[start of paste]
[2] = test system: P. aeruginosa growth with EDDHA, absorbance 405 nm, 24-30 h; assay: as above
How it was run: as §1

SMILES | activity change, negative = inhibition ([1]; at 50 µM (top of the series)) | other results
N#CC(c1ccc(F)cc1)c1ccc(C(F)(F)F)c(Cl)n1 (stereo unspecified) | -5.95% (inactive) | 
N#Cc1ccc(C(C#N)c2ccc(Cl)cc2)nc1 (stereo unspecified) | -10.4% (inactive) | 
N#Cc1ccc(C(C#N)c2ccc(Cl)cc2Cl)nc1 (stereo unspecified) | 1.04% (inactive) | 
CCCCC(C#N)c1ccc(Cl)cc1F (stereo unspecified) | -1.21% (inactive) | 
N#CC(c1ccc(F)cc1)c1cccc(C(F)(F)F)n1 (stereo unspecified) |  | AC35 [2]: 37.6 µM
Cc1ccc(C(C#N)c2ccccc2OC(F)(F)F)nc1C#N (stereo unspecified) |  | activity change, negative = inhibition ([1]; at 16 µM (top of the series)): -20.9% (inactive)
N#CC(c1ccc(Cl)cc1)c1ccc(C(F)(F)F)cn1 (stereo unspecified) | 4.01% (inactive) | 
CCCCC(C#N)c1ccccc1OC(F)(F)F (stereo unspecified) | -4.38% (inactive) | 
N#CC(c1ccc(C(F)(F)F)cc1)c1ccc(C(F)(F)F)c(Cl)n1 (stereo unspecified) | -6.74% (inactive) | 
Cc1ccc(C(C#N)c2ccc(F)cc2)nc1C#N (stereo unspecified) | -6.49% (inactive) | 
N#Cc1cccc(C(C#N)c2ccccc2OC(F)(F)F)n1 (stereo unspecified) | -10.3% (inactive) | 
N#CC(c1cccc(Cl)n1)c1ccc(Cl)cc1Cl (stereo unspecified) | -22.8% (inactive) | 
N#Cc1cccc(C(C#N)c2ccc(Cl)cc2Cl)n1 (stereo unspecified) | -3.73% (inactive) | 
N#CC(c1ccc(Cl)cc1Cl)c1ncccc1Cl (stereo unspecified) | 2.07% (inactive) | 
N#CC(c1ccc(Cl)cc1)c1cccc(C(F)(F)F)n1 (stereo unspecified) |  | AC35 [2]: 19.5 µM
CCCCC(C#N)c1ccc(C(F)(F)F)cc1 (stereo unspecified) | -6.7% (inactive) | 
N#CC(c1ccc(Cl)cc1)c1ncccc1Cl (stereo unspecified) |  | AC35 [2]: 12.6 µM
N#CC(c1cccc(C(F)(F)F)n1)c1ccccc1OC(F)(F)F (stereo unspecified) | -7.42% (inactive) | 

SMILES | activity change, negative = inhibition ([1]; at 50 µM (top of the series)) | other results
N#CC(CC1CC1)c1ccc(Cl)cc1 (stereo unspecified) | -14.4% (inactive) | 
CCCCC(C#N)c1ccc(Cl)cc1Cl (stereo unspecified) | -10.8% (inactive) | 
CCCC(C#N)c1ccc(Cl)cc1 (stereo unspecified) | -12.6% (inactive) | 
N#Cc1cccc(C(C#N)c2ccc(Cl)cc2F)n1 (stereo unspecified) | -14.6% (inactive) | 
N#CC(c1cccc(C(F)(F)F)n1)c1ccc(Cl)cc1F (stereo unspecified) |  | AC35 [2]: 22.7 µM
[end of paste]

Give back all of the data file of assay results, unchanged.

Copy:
[2] = test system: P. aeruginosa growth with EDDHA, absorbance 405 nm, 24-30 h; assay: as above
How it was run: as §1

SMILES | activity change, negative = inhibition ([1]; at 50 µM (top of the series)) | other results
N#CC(c1ccc(F)cc1)c1ccc(C(F)(F)F)c(Cl)n1 (stereo unspecified) | -5.95% (inactive) | 
N#Cc1ccc(C(C#N)c2ccc(Cl)cc2)nc1 (stereo unspecified) | -10.4% (inactive) | 
N#Cc1ccc(C(C#N)c2ccc(Cl)cc2Cl)nc1 (stereo unspecified) | 1.04% (inactive) | 
CCCCC(C#N)c1ccc(Cl)cc1F (stereo unspecified) | -1.21% (inactive) | 
N#CC(c1ccc(F)cc1)c1cccc(C(F)(F)F)n1 (stereo unspecified) |  | AC35 [2]: 37.6 µM
Cc1ccc(C(C#N)c2ccccc2OC(F)(F)F)nc1C#N (stereo unspecified) |  | activity change, negative = inhibition ([1]; at 16 µM (top of the series)): -20.9% (inactive)
N#CC(c1ccc(Cl)cc1)c1ccc(C(F)(F)F)cn1 (stereo unspecified) | 4.01% (inactive) | 
CCCCC(C#N)c1ccccc1OC(F)(F)F (stereo unspecified) | -4.38% (inactive) | 
N#CC(c1ccc(C(F)(F)F)cc1)c1ccc(C(F)(F)F)c(Cl)n1 (stereo unspecified) | -6.74% (inactive) | 
Cc1ccc(C(C#N)c2ccc(F)cc2)nc1C#N (stereo unspecified) | -6.49% (inactive) | 
N#Cc1cccc(C(C#N)c2ccccc2OC(F)(F)F)n1 (stereo unspecified) | -10.3% (inactive) | 
N#CC(c1cccc(Cl)n1)c1ccc(Cl)cc1Cl (stereo unspecified) | -22.8% (inactive) | 
N#Cc1cccc(C(C#N)c2ccc(Cl)cc2Cl)n1 (stereo unspecified) | -3.73% (inactive) | 
N#CC(c1ccc(Cl)cc1Cl)c1ncccc1Cl (stereo unspecified) | 2.07% (inactive) | 
N#CC(c1ccc(Cl)cc1)c1cccc(C(F)(F)F)n1 (stereo unspecified) |  | AC35 [2]: 19.5 µM
CCCCC(C#N)c1ccc(C(F)(F)F)cc1 (stereo unspecified) | -6.7% (inactive) | 
N#CC(c1ccc(Cl)cc1)c1ncccc1Cl (stereo unspecified) |  | AC35 [2]: 12.6 µM
N#CC(c1cccc(C(F)(F)F)n1)c1ccccc1OC(F)(F)F (stereo unspecified) | -7.42% (inactive) | 

SMILES | activity change, negative = inhibition ([1]; at 50 µM (top of the series)) | other results
N#CC(CC1CC1)c1ccc(Cl)cc1 (stereo unspecified) | -14.4% (inactive) | 
CCCCC(C#N)c1ccc(Cl)cc1Cl (stereo unspecified) | -10.8% (inactive) | 
CCCC(C#N)c1ccc(Cl)cc1 (stereo unspecified) | -12.6% (inactive) | 
N#Cc1cccc(C(C#N)c2ccc(Cl)cc2F)n1 (stereo unspecified) | -14.6% (inactive) | 
N#CC(c1cccc(C(F)(F)F)n1)c1ccc(Cl)cc1F (stereo unspecified) |  | AC35 [2]: 22.7 µM